Food composting comes to campus
It’s a dirty job, but Brian Barnes and Paige Battcher don’t mind doing it.
Barnes, a University of Louisville philosophy professor, collects unused food from Belknap Campus kitchens and turns it into organic fertilizer. Battcher, a former Fulbright Scholar who created UofL’s first community garden, is leading an effort to recycle food waste from student residence halls.
So what’s all the fuss about saving food scraps?
“Composting is the right thing to do and the smart thing to do,” said Justin Mog, assistant to UofL’s provost for sustainability initiatives. “It keeps waste out of the landfill, produces free, high-quality organic fertilizer and helps you grow healthier plants.”
Yard clippings and food waste account for nearly a fourth of everything thrown away in American cities and towns, according to the U.S. Environmental Protection Agency.
Last year, UofL’s Physical Plant composted 180 tons of dead plant material but wasn’t set up to compost food, said UofL recycling coordinator Aaron Boggs. When Barnes learned of the gap, he organized a group of volunteers to start the effort in a Physical Plant lot off Floyd Street.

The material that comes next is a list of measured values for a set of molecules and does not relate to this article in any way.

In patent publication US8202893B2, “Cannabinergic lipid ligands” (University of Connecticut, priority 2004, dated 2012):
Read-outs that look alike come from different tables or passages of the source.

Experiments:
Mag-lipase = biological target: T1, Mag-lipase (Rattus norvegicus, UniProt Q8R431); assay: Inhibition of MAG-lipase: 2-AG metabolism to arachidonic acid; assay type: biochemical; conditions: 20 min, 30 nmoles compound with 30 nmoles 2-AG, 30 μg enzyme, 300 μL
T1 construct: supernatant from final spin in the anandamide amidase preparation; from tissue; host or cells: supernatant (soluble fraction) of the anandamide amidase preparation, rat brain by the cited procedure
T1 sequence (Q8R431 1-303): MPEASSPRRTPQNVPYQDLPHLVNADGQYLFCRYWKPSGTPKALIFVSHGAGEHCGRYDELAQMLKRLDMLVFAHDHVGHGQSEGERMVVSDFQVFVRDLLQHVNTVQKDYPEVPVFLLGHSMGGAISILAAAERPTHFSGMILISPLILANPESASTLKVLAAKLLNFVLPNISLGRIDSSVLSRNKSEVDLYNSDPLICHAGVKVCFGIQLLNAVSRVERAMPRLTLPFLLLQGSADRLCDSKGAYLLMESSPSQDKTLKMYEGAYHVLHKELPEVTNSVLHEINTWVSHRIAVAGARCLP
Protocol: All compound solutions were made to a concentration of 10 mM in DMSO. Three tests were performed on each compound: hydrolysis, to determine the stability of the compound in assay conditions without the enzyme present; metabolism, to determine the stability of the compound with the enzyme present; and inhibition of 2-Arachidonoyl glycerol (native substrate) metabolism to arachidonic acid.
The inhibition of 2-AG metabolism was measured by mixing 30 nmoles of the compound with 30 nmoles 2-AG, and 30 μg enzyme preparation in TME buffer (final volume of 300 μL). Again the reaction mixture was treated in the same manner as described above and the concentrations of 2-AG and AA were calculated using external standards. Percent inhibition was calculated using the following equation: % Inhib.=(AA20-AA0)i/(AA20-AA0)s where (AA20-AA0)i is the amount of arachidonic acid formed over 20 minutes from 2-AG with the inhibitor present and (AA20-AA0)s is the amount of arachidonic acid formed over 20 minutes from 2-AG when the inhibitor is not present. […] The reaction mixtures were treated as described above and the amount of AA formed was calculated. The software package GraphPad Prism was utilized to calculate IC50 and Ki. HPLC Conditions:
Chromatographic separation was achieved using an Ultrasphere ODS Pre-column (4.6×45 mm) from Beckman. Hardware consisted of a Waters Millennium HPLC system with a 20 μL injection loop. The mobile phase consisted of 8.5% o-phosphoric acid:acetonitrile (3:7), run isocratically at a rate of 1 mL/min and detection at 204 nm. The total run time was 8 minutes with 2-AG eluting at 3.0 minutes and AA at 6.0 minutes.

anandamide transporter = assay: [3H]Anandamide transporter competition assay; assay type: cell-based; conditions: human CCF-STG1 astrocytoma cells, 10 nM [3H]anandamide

“There was no money, so I had to scavenge,” he said. “Luckily, the university had 10 garbage dumpsters that weren’t being used so we turned them into compost bins.”
Since July, Barnes and his volunteers have collected 29,000 pounds of pre-consumer food scraps and coffee grounds, mostly from the Student Activities Center and West Dining Hall. Barnes puts the waste in plastic buckets and bags and hauls it to the composting site every Sunday in his 1996 Volkswagen Jetta.
“My wife and I don’t use the car for anything else,” he said. “We’ve donated it to the composting effort.”
Barnes hopes to recruit more volunteers to work at the composting site Sunday afternoons. He can be reached at 502-338-1338 or firstname.lastname@example.org.
Battcher, who last year helped establish Garden Commons next to the Cultural Center on Belknap Campus, recently obtained a $13,500 grant from a private company to add food composting and other new features to the community-gardening initiative.
“We’ll put six to eight 90-gallon compost drums for food waste at the site and equip the student residence halls with five-gallon buckets,” Battcher said.
Students will be asked to put food waste from their rooms into the buckets, which will be emptied into the compost drums. Compost made through the project will be used as organic fertilizer for the garden, she said.